Of course, the aim of the research is not to discourage people from taking part in these types of exercises.
Take it easy if it’s your first time
Before diving in with both feet, it’s best to start slow and work your way up to being fit and strong enough to do HIIT, and do it well to get the best you can from the workout.
If you’re already at risk of an injury, for example, if you have a chronic illness, if you’ve already suffered an injury, or if you have any other susceptibility, speak to your physician before you take part in HIIT6,7. Once you do decide to join, speak to a fitness trainer to get the basics about form and safety before you try the exercises in a group setting and the adrenalin is already pumping. Then, when you do join the classes, opt for the options with reduced intensity (which there typically are), until you’re familiar with the moves and you’re confident you can perform them safely.
There’s one last tip: if you feel a niggle, stop. It’s that simple. Then start again from the beginning. Getting your sweat on and getting through a short bout of HIIT at the highest level when you’re neither fit nor strong enough to do it yet is not worth the risk of injury. Go slow, and do it right, and before you know it, you’ll be right up there, with the best of them.
If you’re a trained athlete, there’s no harm in checking in with yourself from time to time, either. Respect that your body needs time to recover from strenuous workouts, no matter how fit or strong you are and be sure to take time time to do the necessary stretches you may need to cool down once the HIIT session is over. If you’re going all out, during every training session, make sure you work on your joint range of motion; flexibility in the joints you use most often during HIIT exercises benefit from more focus, as they are then able to cope with the increased demand that is placed on them, and you’re less likely to develop an injury.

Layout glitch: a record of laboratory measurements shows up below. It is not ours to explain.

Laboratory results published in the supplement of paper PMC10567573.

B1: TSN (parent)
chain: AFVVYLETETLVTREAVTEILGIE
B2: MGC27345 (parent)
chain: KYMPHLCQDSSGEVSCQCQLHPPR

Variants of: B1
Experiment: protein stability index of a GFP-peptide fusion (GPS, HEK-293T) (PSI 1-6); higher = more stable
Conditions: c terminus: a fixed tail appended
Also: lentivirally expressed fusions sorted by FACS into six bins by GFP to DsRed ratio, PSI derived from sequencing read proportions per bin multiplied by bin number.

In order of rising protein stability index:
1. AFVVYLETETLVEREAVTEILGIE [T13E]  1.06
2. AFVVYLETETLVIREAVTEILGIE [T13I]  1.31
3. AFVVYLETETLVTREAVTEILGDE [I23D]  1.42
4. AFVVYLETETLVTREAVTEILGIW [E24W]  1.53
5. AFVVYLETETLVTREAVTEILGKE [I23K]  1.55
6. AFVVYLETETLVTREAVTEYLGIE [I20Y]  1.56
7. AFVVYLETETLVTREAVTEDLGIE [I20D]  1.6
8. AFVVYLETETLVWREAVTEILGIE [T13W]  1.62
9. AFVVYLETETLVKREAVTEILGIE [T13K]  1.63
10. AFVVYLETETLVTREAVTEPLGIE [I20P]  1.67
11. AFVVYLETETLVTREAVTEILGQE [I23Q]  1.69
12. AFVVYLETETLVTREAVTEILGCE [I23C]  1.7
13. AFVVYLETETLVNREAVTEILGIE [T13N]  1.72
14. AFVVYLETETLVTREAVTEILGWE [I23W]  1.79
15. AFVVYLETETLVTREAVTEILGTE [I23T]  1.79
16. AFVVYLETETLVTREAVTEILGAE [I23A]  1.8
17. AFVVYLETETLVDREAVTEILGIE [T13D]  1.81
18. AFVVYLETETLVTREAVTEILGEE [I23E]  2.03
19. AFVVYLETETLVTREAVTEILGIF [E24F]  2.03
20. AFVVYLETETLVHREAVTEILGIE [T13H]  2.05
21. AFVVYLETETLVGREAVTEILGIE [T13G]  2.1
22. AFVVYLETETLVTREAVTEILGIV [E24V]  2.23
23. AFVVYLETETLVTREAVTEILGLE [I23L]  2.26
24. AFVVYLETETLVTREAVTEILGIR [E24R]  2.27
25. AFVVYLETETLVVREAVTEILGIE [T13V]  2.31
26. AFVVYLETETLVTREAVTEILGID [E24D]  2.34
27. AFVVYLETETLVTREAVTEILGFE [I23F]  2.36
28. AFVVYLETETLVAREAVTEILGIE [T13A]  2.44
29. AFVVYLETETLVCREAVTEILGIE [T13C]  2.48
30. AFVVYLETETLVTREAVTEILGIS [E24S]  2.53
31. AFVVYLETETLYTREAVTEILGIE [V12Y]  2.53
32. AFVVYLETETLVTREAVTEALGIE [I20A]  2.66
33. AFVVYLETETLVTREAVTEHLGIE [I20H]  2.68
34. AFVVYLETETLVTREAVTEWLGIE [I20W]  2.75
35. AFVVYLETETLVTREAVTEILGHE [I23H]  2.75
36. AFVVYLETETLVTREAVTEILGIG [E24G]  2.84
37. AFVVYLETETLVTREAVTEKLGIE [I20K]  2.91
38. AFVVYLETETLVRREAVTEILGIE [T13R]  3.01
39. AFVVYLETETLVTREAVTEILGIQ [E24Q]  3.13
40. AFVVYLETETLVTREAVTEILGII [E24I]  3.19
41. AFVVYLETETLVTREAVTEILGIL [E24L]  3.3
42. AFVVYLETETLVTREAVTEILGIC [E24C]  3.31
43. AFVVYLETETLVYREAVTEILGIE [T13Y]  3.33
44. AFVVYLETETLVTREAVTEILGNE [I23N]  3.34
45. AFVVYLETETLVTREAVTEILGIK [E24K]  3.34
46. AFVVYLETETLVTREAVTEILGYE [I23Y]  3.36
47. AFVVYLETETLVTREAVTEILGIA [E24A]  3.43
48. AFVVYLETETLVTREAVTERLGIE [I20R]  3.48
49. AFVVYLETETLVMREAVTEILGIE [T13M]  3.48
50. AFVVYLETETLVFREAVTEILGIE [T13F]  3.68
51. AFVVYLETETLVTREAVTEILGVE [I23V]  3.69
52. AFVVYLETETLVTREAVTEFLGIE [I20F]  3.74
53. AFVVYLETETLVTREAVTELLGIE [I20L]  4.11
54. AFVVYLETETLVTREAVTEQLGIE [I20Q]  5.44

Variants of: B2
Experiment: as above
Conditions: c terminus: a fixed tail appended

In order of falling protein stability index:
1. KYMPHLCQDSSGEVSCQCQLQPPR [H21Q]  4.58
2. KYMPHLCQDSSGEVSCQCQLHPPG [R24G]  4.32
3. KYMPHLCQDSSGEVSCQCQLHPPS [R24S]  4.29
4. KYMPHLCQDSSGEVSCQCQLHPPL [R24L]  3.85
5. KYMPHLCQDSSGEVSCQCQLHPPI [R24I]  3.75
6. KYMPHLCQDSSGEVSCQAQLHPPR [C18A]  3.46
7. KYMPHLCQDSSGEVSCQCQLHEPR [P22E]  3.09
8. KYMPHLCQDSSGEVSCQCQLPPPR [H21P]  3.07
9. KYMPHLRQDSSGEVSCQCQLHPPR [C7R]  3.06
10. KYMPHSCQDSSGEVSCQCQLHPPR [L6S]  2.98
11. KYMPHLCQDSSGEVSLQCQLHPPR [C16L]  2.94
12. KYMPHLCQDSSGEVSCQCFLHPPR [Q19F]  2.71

- Gibala, M., & McGee, S. Metabolic Adaptations to Short-term High-Intensity Interval Training: A Little Pain for a Lot of Gain? Exercise and Sport Sciences Reviews. 2008. 36(2):58-63.
- Rynecki, N., et al. Injuries sustained during high intensity interval training: are modern fitness trends contributing to increased injury rates? Journal of Sports Medicine and Physical Fitness, Feb. 12, 2019.
- Laursen, P., & Jenkins, D. The Scientific Basis for High-Intensity Interval Training. Sports Medicine. 2002. 32(1):53-73.
- Buchheit, M., & Laursen, P. High-Intensity Interval Training, Solutions to the Programming Puzzle. Sports Medicine. 2013. 43(10):927-954.
- Roos, L., et al. Musculoskeletal Injuries and Training Patterns in Junior Elite Orienteering Athletes. BioMed Research International. 2015. 259531. .
- Summiyy, R., et al. Shoulder Injuries in Individuals Who Participate in CrossFit Training. Sports Health: A Multidisciplinary Approach. 2016. 8(6).
- Ross, L., et al. High-intensity interval training (HIIT) for patients with chronic diseases. Journal of Sport and Health Science. 2016. 5(2):139-144.